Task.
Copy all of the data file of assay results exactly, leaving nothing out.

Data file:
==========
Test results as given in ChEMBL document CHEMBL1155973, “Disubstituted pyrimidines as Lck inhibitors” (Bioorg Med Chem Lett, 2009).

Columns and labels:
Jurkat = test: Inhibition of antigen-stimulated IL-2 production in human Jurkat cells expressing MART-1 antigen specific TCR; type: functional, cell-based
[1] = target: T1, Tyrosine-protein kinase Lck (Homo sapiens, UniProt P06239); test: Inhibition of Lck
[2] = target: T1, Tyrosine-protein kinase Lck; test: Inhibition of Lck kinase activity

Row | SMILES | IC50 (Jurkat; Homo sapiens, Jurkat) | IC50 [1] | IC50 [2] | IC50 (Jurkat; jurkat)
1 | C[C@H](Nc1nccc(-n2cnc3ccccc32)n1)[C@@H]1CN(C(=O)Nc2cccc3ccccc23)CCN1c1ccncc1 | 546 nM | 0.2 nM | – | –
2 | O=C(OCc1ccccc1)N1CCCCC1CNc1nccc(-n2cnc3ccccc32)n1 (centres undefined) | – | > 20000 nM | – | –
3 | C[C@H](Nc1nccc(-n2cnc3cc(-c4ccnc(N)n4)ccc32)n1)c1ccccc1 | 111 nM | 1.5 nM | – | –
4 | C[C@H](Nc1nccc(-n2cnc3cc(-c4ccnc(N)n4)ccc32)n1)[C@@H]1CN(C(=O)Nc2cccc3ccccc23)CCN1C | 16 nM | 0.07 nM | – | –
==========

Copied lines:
Test results as given in ChEMBL document CHEMBL1155973, “Disubstituted pyrimidines as Lck inhibitors” (Bioorg Med Chem Lett, 2009).

Columns and labels:
Jurkat = test: Inhibition of antigen-stimulated IL-2 production in human Jurkat cells expressing MART-1 antigen specific TCR; type: functional, cell-based
[1] = target: T1, Tyrosine-protein kinase Lck (Homo sapiens, UniProt P06239); test: Inhibition of Lck
[2] = target: T1, Tyrosine-protein kinase Lck; test: Inhibition of Lck kinase activity

Row | SMILES | IC50 (Jurkat; Homo sapiens, Jurkat) | IC50 [1] | IC50 [2] | IC50 (Jurkat; jurkat)
1 | C[C@H](Nc1nccc(-n2cnc3ccccc32)n1)[C@@H]1CN(C(=O)Nc2cccc3ccccc23)CCN1c1ccncc1 | 546 nM | 0.2 nM | – | –
2 | O=C(OCc1ccccc1)N1CCCCC1CNc1nccc(-n2cnc3ccccc32)n1 (centres undefined) | – | > 20000 nM | – | –
3 | C[C@H](Nc1nccc(-n2cnc3cc(-c4ccnc(N)n4)ccc32)n1)c1ccccc1 | 111 nM | 1.5 nM | – | –
4 | C[C@H](Nc1nccc(-n2cnc3cc(-c4ccnc(N)n4)ccc32)n1)[C@@H]1CN(C(=O)Nc2cccc3ccccc23)CCN1C | 16 nM | 0.07 nM | – | –